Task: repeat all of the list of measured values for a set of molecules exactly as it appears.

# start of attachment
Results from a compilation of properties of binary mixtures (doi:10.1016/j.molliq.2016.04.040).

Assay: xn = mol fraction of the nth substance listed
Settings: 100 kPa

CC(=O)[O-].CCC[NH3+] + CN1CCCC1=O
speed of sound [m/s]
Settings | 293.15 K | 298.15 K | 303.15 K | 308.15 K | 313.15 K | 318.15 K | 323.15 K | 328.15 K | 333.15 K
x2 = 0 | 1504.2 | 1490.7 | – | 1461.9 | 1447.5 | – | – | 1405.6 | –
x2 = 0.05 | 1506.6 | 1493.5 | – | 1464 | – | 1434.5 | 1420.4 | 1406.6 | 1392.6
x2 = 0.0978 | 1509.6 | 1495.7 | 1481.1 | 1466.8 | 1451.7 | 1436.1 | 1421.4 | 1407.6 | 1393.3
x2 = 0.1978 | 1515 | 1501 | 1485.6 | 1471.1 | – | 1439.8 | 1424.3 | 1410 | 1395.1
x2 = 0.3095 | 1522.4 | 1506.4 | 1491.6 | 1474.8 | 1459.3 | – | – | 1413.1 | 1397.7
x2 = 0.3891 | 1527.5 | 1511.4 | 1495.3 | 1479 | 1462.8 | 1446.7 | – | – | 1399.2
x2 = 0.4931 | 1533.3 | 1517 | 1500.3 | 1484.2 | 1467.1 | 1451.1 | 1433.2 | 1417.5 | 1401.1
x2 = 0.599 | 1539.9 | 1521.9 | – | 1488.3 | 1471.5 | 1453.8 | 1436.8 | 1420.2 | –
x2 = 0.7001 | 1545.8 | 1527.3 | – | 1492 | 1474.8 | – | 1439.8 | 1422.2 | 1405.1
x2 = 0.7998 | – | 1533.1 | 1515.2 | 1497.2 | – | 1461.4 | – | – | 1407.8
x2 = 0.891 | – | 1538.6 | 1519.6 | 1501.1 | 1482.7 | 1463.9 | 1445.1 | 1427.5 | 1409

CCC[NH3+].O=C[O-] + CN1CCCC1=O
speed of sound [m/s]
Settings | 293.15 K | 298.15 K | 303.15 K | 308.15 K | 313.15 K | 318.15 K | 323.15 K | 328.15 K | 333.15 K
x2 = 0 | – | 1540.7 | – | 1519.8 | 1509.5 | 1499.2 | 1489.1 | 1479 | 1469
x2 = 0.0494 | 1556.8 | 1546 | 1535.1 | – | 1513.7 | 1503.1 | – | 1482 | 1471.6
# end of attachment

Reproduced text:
Results from a compilation of properties of binary mixtures (doi:10.1016/j.molliq.2016.04.040).

Assay: xn = mol fraction of the nth substance listed
Settings: 100 kPa

CC(=O)[O-].CCC[NH3+] + CN1CCCC1=O
speed of sound [m/s]
Settings | 293.15 K | 298.15 K | 303.15 K | 308.15 K | 313.15 K | 318.15 K | 323.15 K | 328.15 K | 333.15 K
x2 = 0 | 1504.2 | 1490.7 | – | 1461.9 | 1447.5 | – | – | 1405.6 | –
x2 = 0.05 | 1506.6 | 1493.5 | – | 1464 | – | 1434.5 | 1420.4 | 1406.6 | 1392.6
x2 = 0.0978 | 1509.6 | 1495.7 | 1481.1 | 1466.8 | 1451.7 | 1436.1 | 1421.4 | 1407.6 | 1393.3
x2 = 0.1978 | 1515 | 1501 | 1485.6 | 1471.1 | – | 1439.8 | 1424.3 | 1410 | 1395.1
x2 = 0.3095 | 1522.4 | 1506.4 | 1491.6 | 1474.8 | 1459.3 | – | – | 1413.1 | 1397.7
x2 = 0.3891 | 1527.5 | 1511.4 | 1495.3 | 1479 | 1462.8 | 1446.7 | – | – | 1399.2
x2 = 0.4931 | 1533.3 | 1517 | 1500.3 | 1484.2 | 1467.1 | 1451.1 | 1433.2 | 1417.5 | 1401.1
x2 = 0.599 | 1539.9 | 1521.9 | – | 1488.3 | 1471.5 | 1453.8 | 1436.8 | 1420.2 | –
x2 = 0.7001 | 1545.8 | 1527.3 | – | 1492 | 1474.8 | – | 1439.8 | 1422.2 | 1405.1
x2 = 0.7998 | – | 1533.1 | 1515.2 | 1497.2 | – | 1461.4 | – | – | 1407.8
x2 = 0.891 | – | 1538.6 | 1519.6 | 1501.1 | 1482.7 | 1463.9 | 1445.1 | 1427.5 | 1409

CCC[NH3+].O=C[O-] + CN1CCCC1=O
speed of sound [m/s]
Settings | 293.15 K | 298.15 K | 303.15 K | 308.15 K | 313.15 K | 318.15 K | 323.15 K | 328.15 K | 333.15 K
x2 = 0 | – | 1540.7 | – | 1519.8 | 1509.5 | 1499.2 | 1489.1 | 1479 | 1469
x2 = 0.0494 | 1556.8 | 1546 | 1535.1 | – | 1513.7 | 1503.1 | – | 1482 | 1471.6